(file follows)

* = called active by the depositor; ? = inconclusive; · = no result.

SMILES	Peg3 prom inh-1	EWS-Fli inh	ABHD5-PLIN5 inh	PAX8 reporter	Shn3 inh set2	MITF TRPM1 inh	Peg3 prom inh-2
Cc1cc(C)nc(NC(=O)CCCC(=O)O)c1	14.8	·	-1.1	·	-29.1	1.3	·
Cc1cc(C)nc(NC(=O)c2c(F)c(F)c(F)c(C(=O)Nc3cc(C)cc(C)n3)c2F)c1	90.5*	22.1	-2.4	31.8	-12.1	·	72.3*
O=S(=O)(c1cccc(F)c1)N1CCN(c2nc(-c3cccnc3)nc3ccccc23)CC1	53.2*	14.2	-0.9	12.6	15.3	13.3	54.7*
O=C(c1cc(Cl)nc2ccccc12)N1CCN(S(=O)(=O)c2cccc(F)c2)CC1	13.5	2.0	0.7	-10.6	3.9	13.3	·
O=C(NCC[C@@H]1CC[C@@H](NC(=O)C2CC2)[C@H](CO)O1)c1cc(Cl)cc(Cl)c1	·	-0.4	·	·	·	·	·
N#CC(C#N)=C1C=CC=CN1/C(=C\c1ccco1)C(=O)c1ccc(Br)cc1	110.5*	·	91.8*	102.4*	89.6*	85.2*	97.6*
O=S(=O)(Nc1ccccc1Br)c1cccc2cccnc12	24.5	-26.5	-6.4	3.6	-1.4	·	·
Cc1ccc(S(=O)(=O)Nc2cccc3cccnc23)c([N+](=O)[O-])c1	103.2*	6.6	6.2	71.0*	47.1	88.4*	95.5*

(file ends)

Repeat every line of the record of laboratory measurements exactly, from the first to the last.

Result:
* = called active by the depositor; ? = inconclusive; · = no result.

SMILES	Peg3 prom inh-1	EWS-Fli inh	ABHD5-PLIN5 inh	PAX8 reporter	Shn3 inh set2	MITF TRPM1 inh	Peg3 prom inh-2
Cc1cc(C)nc(NC(=O)CCCC(=O)O)c1	14.8	·	-1.1	·	-29.1	1.3	·
Cc1cc(C)nc(NC(=O)c2c(F)c(F)c(F)c(C(=O)Nc3cc(C)cc(C)n3)c2F)c1	90.5*	22.1	-2.4	31.8	-12.1	·	72.3*
O=S(=O)(c1cccc(F)c1)N1CCN(c2nc(-c3cccnc3)nc3ccccc23)CC1	53.2*	14.2	-0.9	12.6	15.3	13.3	54.7*
O=C(c1cc(Cl)nc2ccccc12)N1CCN(S(=O)(=O)c2cccc(F)c2)CC1	13.5	2.0	0.7	-10.6	3.9	13.3	·
O=C(NCC[C@@H]1CC[C@@H](NC(=O)C2CC2)[C@H](CO)O1)c1cc(Cl)cc(Cl)c1	·	-0.4	·	·	·	·	·
N#CC(C#N)=C1C=CC=CN1/C(=C\c1ccco1)C(=O)c1ccc(Br)cc1	110.5*	·	91.8*	102.4*	89.6*	85.2*	97.6*
O=S(=O)(Nc1ccccc1Br)c1cccc2cccnc12	24.5	-26.5	-6.4	3.6	-1.4	·	·
Cc1ccc(S(=O)(=O)Nc2cccc3cccnc23)c([N+](=O)[O-])c1	103.2*	6.6	6.2	71.0*	47.1	88.4*	95.5*